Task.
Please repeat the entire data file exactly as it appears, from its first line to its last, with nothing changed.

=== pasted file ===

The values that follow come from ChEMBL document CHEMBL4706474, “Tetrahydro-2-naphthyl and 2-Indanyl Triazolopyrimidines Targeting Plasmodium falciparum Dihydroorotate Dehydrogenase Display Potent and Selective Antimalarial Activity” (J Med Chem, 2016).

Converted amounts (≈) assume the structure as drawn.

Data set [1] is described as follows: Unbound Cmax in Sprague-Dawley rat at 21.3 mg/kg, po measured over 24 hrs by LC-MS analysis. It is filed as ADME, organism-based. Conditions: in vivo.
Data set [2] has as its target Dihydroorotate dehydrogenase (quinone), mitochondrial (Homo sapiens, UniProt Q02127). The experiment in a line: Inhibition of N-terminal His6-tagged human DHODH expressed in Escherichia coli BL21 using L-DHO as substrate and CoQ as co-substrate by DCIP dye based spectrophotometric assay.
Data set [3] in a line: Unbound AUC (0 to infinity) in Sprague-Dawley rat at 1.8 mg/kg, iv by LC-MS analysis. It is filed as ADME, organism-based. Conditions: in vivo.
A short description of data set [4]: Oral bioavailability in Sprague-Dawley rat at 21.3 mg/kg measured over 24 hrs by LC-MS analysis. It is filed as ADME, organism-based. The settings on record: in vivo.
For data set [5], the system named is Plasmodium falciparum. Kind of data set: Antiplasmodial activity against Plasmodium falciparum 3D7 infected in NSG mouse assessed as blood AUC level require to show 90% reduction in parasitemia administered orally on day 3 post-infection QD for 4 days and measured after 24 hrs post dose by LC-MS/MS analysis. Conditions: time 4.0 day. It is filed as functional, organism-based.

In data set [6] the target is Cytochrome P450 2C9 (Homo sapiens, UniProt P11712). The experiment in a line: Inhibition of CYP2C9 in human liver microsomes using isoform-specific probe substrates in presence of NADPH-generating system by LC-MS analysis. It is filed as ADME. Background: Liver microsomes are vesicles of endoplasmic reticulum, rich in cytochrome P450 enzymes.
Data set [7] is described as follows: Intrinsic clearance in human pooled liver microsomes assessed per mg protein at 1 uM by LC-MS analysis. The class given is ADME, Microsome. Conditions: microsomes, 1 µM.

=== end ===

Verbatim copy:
The values that follow come from ChEMBL document CHEMBL4706474, “Tetrahydro-2-naphthyl and 2-Indanyl Triazolopyrimidines Targeting Plasmodium falciparum Dihydroorotate Dehydrogenase Display Potent and Selective Antimalarial Activity” (J Med Chem, 2016).

Converted amounts (≈) assume the structure as drawn.

Data set [1] is described as follows: Unbound Cmax in Sprague-Dawley rat at 21.3 mg/kg, po measured over 24 hrs by LC-MS analysis. It is filed as ADME, organism-based. Conditions: in vivo.
Data set [2] has as its target Dihydroorotate dehydrogenase (quinone), mitochondrial (Homo sapiens, UniProt Q02127). The experiment in a line: Inhibition of N-terminal His6-tagged human DHODH expressed in Escherichia coli BL21 using L-DHO as substrate and CoQ as co-substrate by DCIP dye based spectrophotometric assay.
Data set [3] in a line: Unbound AUC (0 to infinity) in Sprague-Dawley rat at 1.8 mg/kg, iv by LC-MS analysis. It is filed as ADME, organism-based. Conditions: in vivo.
A short description of data set [4]: Oral bioavailability in Sprague-Dawley rat at 21.3 mg/kg measured over 24 hrs by LC-MS analysis. It is filed as ADME, organism-based. The settings on record: in vivo.
For data set [5], the system named is Plasmodium falciparum. Kind of data set: Antiplasmodial activity against Plasmodium falciparum 3D7 infected in NSG mouse assessed as blood AUC level require to show 90% reduction in parasitemia administered orally on day 3 post-infection QD for 4 days and measured after 24 hrs post dose by LC-MS/MS analysis. Conditions: time 4.0 day. It is filed as functional, organism-based.

In data set [6] the target is Cytochrome P450 2C9 (Homo sapiens, UniProt P11712). The experiment in a line: Inhibition of CYP2C9 in human liver microsomes using isoform-specific probe substrates in presence of NADPH-generating system by LC-MS analysis. It is filed as ADME. Background: Liver microsomes are vesicles of endoplasmic reticulum, rich in cytochrome P450 enzymes.
Data set [7] is described as follows: Intrinsic clearance in human pooled liver microsomes assessed per mg protein at 1 uM by LC-MS analysis. The class given is ADME, Microsome. Conditions: microsomes, 1 µM.